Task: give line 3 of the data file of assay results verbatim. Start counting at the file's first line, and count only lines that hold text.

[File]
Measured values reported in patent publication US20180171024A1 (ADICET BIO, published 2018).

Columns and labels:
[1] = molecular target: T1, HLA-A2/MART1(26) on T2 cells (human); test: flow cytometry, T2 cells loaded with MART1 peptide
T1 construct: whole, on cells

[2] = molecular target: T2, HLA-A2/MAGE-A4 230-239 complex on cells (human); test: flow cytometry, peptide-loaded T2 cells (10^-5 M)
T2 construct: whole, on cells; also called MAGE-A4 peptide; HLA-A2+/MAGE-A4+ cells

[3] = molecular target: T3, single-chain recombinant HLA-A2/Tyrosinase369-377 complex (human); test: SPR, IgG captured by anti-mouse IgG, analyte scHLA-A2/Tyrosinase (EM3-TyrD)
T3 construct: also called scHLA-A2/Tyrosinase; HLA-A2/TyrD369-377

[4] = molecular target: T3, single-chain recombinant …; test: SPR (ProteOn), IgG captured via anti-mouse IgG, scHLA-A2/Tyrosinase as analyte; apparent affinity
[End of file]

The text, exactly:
[1] = molecular target: T1, HLA-A2/MART1(26) on T2 cells (human); test: flow cytometry, T2 cells loaded with MART1 peptide